"I regret not saying explicitly when these exchanges happened," he told supporters in an email Wednesday.
But Weiner dismissed the calls for him to drop out, saying that the campaign was "too important to give up because I've had embarrassing personal things become public" and that he wasn't surprised his opponents wanted him out.
Democratic strategists based in New York and Washington, where Weiner served seven terms in Congress before resigning in 2011, said there are few external means of pressuring Weiner to drop out.
Weiner has nearly $5 million to spend on the campaign, allowing him to mount a vigorous defense in televised advertising. Also, he was not particularly close to his colleagues in the congressional delegation, the strategists said, so he might be unmoved if they urged him to exit the race.
As for what the voters think, "I don't think it's a good sign" that Weiner's misbehavior continued even after his resignation, said Andrew Taub, 22, who works in the venture capital field.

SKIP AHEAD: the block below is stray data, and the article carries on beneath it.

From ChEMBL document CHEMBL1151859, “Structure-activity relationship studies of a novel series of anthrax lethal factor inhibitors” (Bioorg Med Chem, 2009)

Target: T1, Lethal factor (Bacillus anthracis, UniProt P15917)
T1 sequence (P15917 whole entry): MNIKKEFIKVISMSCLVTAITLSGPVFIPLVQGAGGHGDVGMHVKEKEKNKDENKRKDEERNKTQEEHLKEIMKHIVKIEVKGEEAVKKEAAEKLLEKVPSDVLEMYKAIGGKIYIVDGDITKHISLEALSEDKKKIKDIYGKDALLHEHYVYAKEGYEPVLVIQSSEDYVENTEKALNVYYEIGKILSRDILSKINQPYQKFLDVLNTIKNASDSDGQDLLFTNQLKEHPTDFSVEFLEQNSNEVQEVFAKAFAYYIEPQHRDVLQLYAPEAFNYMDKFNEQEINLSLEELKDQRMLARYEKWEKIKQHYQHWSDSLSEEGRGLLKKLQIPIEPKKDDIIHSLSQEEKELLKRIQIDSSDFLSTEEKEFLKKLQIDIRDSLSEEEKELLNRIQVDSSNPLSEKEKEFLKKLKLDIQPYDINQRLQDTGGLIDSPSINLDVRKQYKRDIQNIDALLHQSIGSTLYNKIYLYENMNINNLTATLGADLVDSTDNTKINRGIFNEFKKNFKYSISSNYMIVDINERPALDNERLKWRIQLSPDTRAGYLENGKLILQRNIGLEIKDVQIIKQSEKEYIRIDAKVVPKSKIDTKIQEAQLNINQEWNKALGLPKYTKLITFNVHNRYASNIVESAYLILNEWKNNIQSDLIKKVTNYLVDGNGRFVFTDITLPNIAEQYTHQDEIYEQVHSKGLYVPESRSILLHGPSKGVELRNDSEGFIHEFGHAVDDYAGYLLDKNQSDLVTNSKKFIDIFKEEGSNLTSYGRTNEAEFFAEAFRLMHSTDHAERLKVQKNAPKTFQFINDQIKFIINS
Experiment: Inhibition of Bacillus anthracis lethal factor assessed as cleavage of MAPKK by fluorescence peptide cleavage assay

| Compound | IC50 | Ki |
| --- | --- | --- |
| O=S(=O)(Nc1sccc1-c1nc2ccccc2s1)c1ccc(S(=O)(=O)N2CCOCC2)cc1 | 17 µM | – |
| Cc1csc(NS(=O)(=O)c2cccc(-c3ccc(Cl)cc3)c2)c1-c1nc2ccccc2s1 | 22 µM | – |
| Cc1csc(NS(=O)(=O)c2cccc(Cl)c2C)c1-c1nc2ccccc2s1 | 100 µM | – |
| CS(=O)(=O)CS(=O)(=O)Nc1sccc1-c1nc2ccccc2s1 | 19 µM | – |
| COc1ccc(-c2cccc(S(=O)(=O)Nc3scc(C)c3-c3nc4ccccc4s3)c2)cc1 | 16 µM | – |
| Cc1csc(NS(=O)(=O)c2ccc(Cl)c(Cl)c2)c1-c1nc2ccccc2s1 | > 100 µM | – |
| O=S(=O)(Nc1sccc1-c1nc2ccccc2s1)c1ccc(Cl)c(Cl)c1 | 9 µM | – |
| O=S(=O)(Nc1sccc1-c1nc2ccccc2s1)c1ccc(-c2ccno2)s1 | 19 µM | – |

"But I do believe for some people looking for a sign, for something to bolster his campaign," the fact that Abedin is staying with him "says a lot."
The unidentified woman involved in the newly disclosed messages told The Dirty that she was 22 when she began chatting with Weiner on a social networking site in July 2012, and that their exchanges lasted six months.
The Dirty posted explicit conversations of two people fantasizing about various sex acts, and ran a pixelated photo of what it said were Weiner's genitals.